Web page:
Biopics hold little interest to Ethan, especially, he said “in the age of Wikipedia.” But in agreeing to direct and co-write the film, he thought of films like Martin Scorsese’s “Raging Bull” and Jane Campion’s “An Angel at My Table.” They were about real subjects, Jake LaMotta and Janet Frame, but they didn’t require any preexisting interest in boxing or literature. They were just films about people.

“(‘Wildcat’) is a kind of treatise on imagination, reality and faith and how those three things intersect with each other,” Ethan said. “I’m not trying to do a college lesson on Flannery. We used her life experience as a launching pad for a conversation.”

Before getting too deep into the process, they also asked themselves hard questions about making a movie about someone who has said racist things.

“It begged the question: Do we want to make a movie about somebody who said some ugly things at some point? And what would that say about us if we did? And how do you be a good anti-racist?” Ethan said. “One of the things that I came down to is that you just can’t tell a story about America in the past or the present, frankly, without touching on America’s wounds and America’s crimes and America’s sins. One academic said it very beautifully that Flannery O’Connor is a racist in recovery, like our country.”

Maya wondered whether depiction is inherently a celebration or if it can be an observation. She hopes it’s the latter, which she said is a courtesy that’s often extended to films about complicated men but perhaps less so when it’s a female subject.

Something author James McBride said while Ethan was working on “The Good Lord Bird” had also stuck with him.

“He used to say how important it was that you don’t paint racists with horns on their head because people don’t have horns and racism is real,” Ethan said.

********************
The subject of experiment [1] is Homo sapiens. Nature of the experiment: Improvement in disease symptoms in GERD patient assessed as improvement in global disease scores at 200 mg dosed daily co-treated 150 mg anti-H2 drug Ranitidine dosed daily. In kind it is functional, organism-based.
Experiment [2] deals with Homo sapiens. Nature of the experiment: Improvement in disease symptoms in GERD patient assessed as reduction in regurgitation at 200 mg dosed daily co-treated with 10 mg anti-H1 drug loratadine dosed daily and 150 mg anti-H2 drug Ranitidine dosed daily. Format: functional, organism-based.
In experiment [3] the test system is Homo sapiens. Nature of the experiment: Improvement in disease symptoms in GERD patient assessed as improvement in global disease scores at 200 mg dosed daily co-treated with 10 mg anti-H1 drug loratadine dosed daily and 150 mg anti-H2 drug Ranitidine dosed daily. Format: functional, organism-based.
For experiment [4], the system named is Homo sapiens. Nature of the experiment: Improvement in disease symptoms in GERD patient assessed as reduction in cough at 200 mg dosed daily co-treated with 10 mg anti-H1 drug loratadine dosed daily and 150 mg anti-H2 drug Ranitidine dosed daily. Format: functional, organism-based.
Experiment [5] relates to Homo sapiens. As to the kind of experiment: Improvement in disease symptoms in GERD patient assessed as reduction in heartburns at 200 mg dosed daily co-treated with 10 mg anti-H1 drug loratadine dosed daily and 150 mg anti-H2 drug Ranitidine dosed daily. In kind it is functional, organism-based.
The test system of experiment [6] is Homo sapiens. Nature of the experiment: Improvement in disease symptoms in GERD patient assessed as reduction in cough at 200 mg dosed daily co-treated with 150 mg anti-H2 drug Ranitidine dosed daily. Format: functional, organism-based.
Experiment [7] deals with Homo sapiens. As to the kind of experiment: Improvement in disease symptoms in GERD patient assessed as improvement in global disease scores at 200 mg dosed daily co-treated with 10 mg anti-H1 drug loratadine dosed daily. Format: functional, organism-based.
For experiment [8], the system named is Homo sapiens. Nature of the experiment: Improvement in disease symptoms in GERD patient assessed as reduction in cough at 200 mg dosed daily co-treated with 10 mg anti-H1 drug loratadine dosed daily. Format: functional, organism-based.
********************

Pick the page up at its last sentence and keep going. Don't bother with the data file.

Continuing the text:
And after much research and debate, together they decided to not back down from the conversation or defend her.

“I’m interested in this woman, and I’m interested in all the truths of her life,” he said.

“Wildcat” also inspired Maya’s new album, “Chaos Angel” (out May 31). The title and title track came out of a scene she shared with Philip Ettinger where O’Connor is talking about how she used to wrestle with her guardian angel.

“That idea really hit me in my gut,” Maya said. “The way in which we resist our best selves. … As soon as we finished making the movie, I went to record this album.”

Maya is currently 25, the age her father was when he’d just finished “Before Sunrise” and was acting on stage in Chicago in Sam Shepard’s “Buried Child.” They are close and like-minded, often finishing one another’s sentences. But Hawke laughs that he is slightly envious of Maya’s musical talents.

“There’s a part of me that has joked my whole life that all I really am is a failed musician,” he said. “All art aspires to be music. It’s the easiest emotional connection that we can find with each other. So to watch her excel at this art form? I’m a little jealous of her for that.”